Principal’s Message Week 5

Dear Parents and Carers

NAPLAN

NAPLAN has been and gone, and for our students it came and went smoothly.

Walk to School Day and Healthy Breakfast
Just a reminder that Kapinara’s Walk to School Day is on Friday (31 May 2019). National Walk Safely to School Day is now in its 20th year, and is intended to provide an opportunity for primary schools and parents to promote

  • safe pedestrian behaviours;
  • the importance of physical activity (particularly regular walking to and from school); and
  •  the importance of reducing our environmental footprint

Thanks to our wonderful P & C, it is also an opportunity to remind everyone of the importance of a healthy breakfast. Thank you to those who have volunteered to walk some students from one of three neighbourhood locations, and those who have volunteered to create and serve a healthy breakfast for our Kapinara students. We strongly encourage as many as possible to participate!

Reading Books

We have ‘lost’ far too many reading books. If you have any ‘errant’ reading books at home, please send them in urgently. There will be a box in the front office where these can be dropped off.

Earn and Learn

Woolworth’s Earn and Learn promotion is on again, so please encourage friends, neighbours and family who shop at Woolworths or don’t necessarily have a ‘favourite’ supermarket, to collect these on our behalf. The stickers earn points, which schools can exchange for a range of educational resources.

Health and Wellbeing

While the importance of regular school attendance cannot be overstated, the exception to this is an unwell child. We all have a role to play in minimising, if not preventing, the spread of illness within our school community. The last two to three weeks have been particularly bad, particularly early, in terms of illness sweeping communities, including ours. We have now had several families confirm that they have, or have had, Influenza A and we have had unusually high numbers of children who have been unwell. We will be stepping up the use of soap and sanitising gel in classes and at break times, and stressing the need to ‘cover’ a cough or sneeze.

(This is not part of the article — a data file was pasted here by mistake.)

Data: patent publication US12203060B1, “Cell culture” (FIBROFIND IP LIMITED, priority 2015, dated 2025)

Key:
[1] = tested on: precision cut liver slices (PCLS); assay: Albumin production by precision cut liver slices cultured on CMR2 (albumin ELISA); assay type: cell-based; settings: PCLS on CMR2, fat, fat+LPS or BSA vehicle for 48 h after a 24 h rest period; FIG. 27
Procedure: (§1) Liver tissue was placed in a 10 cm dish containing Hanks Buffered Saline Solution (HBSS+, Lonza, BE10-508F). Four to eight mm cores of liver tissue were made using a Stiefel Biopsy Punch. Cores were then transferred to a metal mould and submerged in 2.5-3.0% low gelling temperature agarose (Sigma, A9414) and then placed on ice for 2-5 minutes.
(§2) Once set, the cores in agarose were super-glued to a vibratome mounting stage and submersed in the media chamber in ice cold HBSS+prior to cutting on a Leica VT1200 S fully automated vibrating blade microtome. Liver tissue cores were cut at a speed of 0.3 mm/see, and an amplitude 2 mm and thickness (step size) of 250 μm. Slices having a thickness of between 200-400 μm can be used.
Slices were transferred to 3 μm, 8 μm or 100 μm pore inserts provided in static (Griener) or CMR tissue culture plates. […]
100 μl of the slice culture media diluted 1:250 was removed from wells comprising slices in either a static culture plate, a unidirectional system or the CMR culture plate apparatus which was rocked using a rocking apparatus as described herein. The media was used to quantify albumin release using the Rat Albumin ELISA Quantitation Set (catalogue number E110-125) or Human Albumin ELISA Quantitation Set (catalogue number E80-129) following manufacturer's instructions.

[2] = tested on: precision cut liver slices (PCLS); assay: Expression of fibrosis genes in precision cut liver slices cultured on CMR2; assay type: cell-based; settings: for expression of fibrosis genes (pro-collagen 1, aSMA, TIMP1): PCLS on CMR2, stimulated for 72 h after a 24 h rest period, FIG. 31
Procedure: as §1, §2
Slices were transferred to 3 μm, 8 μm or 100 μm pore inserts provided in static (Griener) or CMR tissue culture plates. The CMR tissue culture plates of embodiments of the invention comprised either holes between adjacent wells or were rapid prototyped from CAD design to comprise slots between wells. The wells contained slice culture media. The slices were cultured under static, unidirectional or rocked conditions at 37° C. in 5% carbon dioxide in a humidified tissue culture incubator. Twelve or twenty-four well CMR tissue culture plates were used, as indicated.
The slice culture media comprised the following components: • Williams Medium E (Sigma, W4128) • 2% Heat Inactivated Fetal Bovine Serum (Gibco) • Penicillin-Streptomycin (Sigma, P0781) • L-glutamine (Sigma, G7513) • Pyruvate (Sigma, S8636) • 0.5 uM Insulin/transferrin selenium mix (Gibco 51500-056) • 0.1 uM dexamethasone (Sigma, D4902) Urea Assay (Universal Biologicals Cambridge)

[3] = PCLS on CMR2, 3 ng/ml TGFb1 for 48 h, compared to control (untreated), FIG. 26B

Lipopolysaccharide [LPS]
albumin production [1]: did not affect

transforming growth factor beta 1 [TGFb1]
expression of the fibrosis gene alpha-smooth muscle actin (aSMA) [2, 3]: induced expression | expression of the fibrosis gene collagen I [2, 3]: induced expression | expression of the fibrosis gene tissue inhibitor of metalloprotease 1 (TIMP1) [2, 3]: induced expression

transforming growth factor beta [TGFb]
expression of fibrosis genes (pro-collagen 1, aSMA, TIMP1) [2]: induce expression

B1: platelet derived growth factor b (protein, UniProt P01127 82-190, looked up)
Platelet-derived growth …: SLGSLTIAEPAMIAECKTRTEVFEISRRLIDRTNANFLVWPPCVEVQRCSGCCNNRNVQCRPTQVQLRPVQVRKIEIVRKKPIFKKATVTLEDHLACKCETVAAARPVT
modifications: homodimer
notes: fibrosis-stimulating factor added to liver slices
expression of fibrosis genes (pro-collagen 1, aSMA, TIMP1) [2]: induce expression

We appreciate that it is often difficult to determine ‘how unwell’ a child is and therefore whether to send him or her to school. If children have a fever, have vomited or have had an upset stomach that morning or the previous night, they should not be at school. Advice through the Department of Health provides the following information for families:

  • children should stay at home if they are likely to be infectious and shed the virus or bacteria through coughing, sneezing, contaminating surfaces and personal contact
  • children who are ill should not to return to school while unwell; they should be symptom free if they have a cold or ?u; and remain home for at least 24 hours if they have had gastroenteritis
  • parents are encouraged to seek medical advice if their child has ongoing symptoms of illness.

Thanks to the significant numbers of families who have kept their unwell child at home.

National Reconciliation Week

As you may be aware, this is National Reconciliation Week. This year’s theme is Grounded in truth: walk together with courage. Today I have been incredibly impressed with examples of student’s writing on reconciliation and this year’s theme, and I hope to seek permission from some students to place several reflections on our website, so these can be shared more widely. Students learning about Aboriginal and Torres Strait Islander histories, language and culture is a priority for our Department and is a focus in our own developing Business Plan. I look forward to sharing more about this in future newsletters.

Best wishes

Elizabeth Blackwell